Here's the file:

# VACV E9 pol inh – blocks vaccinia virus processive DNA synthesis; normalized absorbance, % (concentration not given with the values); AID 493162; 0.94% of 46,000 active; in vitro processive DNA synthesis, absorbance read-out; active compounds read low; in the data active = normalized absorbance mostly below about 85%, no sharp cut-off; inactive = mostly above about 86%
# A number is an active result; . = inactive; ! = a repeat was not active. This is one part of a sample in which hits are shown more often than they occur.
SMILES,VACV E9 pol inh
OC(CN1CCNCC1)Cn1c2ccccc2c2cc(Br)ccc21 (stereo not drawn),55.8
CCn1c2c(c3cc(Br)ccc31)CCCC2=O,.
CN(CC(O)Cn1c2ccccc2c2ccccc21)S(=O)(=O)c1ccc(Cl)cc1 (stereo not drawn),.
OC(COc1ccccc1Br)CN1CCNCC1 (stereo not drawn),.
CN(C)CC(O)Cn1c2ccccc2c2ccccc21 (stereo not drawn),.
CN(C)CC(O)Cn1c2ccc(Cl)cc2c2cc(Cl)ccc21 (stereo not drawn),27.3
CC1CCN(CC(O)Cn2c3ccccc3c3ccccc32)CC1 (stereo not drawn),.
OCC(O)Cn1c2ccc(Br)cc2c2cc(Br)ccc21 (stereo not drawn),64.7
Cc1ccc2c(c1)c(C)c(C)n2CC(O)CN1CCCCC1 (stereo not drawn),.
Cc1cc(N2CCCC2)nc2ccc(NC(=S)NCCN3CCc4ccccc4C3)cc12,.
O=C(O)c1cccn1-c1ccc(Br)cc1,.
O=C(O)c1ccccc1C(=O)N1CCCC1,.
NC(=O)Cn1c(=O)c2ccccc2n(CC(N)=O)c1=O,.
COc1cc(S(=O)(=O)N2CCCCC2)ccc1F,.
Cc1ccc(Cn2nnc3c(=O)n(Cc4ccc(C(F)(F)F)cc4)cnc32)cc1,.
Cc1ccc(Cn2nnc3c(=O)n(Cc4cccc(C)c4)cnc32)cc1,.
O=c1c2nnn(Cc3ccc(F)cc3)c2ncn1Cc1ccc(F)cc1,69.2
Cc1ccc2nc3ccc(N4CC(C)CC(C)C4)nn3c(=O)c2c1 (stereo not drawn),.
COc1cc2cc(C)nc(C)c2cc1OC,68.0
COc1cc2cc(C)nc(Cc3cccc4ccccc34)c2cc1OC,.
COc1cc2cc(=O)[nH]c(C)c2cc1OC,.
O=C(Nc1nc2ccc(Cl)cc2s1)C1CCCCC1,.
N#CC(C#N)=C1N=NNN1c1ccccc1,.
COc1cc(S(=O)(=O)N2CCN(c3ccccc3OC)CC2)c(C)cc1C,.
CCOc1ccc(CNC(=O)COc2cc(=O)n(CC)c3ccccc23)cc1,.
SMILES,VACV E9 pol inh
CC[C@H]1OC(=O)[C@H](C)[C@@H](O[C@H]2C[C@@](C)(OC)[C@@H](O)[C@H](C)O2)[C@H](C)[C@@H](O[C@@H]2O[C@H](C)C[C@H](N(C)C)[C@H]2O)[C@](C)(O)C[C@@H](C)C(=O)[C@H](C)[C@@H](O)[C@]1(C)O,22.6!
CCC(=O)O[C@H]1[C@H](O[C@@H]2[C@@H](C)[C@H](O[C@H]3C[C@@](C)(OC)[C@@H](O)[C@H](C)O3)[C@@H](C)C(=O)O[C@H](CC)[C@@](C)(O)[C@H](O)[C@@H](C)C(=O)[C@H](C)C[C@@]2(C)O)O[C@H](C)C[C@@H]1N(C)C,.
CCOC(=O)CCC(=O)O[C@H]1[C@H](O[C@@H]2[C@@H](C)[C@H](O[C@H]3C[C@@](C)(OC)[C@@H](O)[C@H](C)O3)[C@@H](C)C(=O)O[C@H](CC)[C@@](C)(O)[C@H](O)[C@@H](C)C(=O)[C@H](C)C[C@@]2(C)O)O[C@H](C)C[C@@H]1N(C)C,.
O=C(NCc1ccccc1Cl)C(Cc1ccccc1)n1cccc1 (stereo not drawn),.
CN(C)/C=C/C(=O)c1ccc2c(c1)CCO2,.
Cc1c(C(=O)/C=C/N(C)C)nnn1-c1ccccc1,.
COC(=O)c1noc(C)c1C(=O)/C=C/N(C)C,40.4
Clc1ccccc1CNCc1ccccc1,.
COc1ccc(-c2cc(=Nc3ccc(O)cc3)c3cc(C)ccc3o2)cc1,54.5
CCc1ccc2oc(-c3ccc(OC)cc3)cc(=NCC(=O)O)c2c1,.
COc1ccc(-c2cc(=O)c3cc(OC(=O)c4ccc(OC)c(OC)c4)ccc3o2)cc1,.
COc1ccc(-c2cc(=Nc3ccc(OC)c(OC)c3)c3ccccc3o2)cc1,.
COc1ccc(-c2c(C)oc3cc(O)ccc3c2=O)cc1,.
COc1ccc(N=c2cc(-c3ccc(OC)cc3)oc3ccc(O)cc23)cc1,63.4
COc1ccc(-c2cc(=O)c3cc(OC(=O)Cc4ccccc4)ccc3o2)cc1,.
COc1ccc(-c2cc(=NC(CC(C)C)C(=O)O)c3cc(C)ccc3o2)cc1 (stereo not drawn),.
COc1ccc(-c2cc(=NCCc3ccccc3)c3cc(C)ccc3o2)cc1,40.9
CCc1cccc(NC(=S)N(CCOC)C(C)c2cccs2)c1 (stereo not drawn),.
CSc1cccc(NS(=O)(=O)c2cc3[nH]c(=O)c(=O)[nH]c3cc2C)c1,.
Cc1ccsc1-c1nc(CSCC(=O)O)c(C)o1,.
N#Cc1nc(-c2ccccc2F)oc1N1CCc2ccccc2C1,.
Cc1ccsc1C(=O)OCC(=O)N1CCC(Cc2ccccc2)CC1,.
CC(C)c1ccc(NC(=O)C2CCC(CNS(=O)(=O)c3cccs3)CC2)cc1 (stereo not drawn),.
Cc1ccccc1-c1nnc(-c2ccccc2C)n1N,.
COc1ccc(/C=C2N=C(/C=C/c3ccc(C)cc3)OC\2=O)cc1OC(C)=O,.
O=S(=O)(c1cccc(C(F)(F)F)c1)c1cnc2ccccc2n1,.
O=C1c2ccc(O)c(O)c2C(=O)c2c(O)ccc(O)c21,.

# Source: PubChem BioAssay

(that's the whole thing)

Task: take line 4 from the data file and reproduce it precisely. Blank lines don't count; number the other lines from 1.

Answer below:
OC(CN1CCNCC1)Cn1c2ccccc2c2cc(Br)ccc21 (stereo not drawn),55.8